2011 Honda CR-Z -- Recent Drive
Remember the Honda CRX? It was a nifty little two-seater compact sports car that handled better than it accelerated and, although it wouldn't be considered fast by today's standards, it was definitely fun to drive -- and it delivered good fuel economy. Honda stopped making the CRX in 1991, but the car maintains a cult following to this day. Enter the all-new 2011 Honda CR-Z. It's what the CRX might have evolved into had Honda kept it around all these years. Like its predecessor, it's not fast but it is fun to drive and, with a hybrid heart and sport-compact footwork, this new entry brings something different to the table.
So what's so special about it?
The 2011 Honda CR-Z is the only two-seat hybrid in the market today and the only hybrid available with a six-speed manual transmission. And while there isn't a specific class for sporty hybrids, the CR-Z loosely competes with a diverse group of cars that ranges from the sporty Mini Cooper to the mileage-maxing Toyota Prius.
You might like it if...
Although space is limited to two people and it's not as powerful as other competitors, the CR-Z's main draw is its ability to achieve hybrid-car fuel efficiency while delivering sporty driving dynamics.
You might not like it if...
If you want something that can offer a more thrilling ride for spirited weekend drives, then a Mazda MX-5 or Mini Cooper might be a better fit. Also, there are bigger, more practical hybrids that deliver better fuel economy than the CR-Z.
What does it come with?
The 2011 Honda CR-Z has a standard 122-horsepower, 1.5-liter gasoline/electric hybrid powertrain and a six-speed manual transmission. As for interior amenities, the base CR-Z is pleasantly well equipped with convenient features, including a 160-watt, six-speaker audio system with auxiliary and USB inputs, steering wheel-mounted controls, automatic climate control, automatic headlights and remote keyless entry. Safety features include six airbags, anti-lock brakes (ABS) and Vehicle Stability Assist (VSA).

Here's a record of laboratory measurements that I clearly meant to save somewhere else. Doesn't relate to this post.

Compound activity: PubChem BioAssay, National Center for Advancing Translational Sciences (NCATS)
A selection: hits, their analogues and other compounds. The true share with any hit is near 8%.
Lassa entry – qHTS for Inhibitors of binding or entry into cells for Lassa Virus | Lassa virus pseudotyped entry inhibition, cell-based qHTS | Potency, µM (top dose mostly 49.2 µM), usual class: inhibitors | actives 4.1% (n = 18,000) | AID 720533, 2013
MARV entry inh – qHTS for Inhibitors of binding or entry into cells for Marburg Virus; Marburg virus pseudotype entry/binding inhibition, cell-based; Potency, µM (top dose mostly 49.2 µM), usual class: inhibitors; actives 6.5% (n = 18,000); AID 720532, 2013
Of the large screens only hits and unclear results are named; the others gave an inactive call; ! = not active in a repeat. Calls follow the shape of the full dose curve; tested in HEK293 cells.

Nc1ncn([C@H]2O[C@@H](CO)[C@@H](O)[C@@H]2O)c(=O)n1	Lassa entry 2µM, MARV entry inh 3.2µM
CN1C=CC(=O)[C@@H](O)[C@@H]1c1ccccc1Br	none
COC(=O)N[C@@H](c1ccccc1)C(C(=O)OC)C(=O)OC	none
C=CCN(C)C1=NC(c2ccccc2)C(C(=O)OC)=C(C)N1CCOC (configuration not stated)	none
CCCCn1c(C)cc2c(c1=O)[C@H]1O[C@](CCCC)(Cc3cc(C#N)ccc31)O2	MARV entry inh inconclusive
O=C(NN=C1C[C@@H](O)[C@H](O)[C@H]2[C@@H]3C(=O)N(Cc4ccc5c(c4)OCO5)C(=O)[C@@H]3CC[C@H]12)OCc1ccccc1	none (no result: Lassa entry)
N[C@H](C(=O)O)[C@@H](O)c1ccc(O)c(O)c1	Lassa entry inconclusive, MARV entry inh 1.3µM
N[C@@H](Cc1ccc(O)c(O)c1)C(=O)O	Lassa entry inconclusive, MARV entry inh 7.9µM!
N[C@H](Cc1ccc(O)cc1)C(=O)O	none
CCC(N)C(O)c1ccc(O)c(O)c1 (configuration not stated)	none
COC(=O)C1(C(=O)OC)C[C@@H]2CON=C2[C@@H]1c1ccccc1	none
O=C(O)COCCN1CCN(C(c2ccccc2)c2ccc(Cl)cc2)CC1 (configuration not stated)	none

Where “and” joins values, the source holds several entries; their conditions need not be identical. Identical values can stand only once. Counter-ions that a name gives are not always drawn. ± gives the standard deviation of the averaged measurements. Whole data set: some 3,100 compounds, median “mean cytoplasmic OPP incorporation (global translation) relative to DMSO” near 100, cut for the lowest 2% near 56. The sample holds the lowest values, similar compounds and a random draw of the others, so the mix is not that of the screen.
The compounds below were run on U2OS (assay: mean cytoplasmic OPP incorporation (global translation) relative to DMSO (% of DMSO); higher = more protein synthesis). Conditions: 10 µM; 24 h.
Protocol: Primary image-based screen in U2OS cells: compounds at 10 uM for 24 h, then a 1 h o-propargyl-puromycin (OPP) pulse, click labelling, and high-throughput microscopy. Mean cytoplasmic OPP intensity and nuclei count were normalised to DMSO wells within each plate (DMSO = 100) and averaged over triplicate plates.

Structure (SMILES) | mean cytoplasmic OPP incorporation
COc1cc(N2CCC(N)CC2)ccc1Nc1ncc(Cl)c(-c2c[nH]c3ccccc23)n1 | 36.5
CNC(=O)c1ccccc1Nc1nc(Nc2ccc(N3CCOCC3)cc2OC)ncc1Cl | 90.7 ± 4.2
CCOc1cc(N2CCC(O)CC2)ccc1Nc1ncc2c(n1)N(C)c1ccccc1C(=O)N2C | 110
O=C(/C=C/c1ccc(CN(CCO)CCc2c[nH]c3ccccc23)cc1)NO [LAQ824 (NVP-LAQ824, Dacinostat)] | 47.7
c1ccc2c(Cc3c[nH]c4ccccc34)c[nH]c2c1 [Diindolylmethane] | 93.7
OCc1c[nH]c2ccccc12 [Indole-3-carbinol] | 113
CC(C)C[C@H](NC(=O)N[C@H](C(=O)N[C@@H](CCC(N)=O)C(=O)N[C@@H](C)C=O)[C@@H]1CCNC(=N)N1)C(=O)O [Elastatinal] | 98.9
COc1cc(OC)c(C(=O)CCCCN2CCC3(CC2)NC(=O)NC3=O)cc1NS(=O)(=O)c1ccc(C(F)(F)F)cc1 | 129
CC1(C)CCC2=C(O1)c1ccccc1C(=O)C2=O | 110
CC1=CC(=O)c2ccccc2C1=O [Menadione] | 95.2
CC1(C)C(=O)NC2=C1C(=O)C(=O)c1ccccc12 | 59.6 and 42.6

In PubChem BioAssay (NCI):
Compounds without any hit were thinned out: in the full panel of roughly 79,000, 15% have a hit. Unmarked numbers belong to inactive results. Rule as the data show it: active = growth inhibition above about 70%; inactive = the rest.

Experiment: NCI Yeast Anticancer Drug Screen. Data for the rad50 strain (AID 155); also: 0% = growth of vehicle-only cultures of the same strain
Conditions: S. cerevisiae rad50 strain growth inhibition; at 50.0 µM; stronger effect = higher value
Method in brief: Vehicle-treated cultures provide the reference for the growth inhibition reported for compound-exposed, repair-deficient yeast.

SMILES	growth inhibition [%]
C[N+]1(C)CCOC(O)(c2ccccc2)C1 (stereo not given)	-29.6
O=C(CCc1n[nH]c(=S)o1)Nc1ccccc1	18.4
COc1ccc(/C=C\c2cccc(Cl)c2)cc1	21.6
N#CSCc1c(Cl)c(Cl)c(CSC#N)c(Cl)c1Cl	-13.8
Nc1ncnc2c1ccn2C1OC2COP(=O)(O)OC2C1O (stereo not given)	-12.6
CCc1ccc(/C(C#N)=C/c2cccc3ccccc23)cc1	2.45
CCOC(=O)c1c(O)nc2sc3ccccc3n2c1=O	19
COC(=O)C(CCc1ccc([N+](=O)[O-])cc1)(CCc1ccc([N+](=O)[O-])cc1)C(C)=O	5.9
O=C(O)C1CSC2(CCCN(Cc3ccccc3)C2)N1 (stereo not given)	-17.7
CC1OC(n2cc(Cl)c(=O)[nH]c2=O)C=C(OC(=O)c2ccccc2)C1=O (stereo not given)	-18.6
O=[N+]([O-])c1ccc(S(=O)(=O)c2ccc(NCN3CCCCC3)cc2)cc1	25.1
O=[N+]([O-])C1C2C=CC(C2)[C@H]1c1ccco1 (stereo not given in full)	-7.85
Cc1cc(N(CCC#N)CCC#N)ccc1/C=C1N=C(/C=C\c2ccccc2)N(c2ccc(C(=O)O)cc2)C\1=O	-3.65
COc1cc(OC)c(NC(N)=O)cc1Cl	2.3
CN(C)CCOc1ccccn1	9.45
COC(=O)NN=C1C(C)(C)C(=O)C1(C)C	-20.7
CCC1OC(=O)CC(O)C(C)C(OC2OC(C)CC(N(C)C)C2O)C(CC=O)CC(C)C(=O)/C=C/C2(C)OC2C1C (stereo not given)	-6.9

Is that it?
In addition to an available Continuously Variable Transmission (CVT) with paddle shifters, the Honda CR-Z also offers a higher EX trim level which adds an upgraded 360-watt sound system with seven speakers, fog lights, leather-wrapped steering wheel and shift knob, Bluetooth, HID headlights, foot-well lights, alloy pedals, heated power mirrors and illuminated vanity mirrors. A navigation system is optionally available.
So how does it drive?
While it might not exude sports car like prowess in the acceleration or top speed departments, the Honda CR-Z does feel spritely for the daily drive and can get to highway speeds without any hesitation. Those willing to forgive the tame performance will appreciate the car's exceptional handling and responsive brakes, characteristics not perhaps expected in a hybrid vehicle. Three different driving modes -- efficiency-friendly Econ mode, balanced Normal mode and responsive Sport mode -- allow for a custom driving experience. Accelerator-pedal response is dampened and the steering feel is lighter in Econ mode, while Sport mode makes the steering feel tighter and acceleration quicker for a "sportier" experience.
Features we liked:
The CR-Z's design is futuristic and aggressive and we can only hope that it's a glimpse into what Honda has in store for products to come.
Six-speed Manual Transmission
Although it comes with a fuel mileage penalty, we liked the crisp shifts and close ratios of the standard six-speed transmission.
How much does it cost?
A base 2011 Honda CR-Z has a starting Manufacturer's Suggested Retail Price (MSRP) under $20,000. Opting for the CVT transmission adds about $650, the higher EX trim level starts at about $21,500 and adding a navigation system bumps the price up to a little over $23,000. We like that it's well-equipped at base price and barely reaches into the mid-$20,000 range when fully loaded. As far as residuals go, the CR-Z is expected to perform above average over time, just as Honda products have traditionally done so in the past.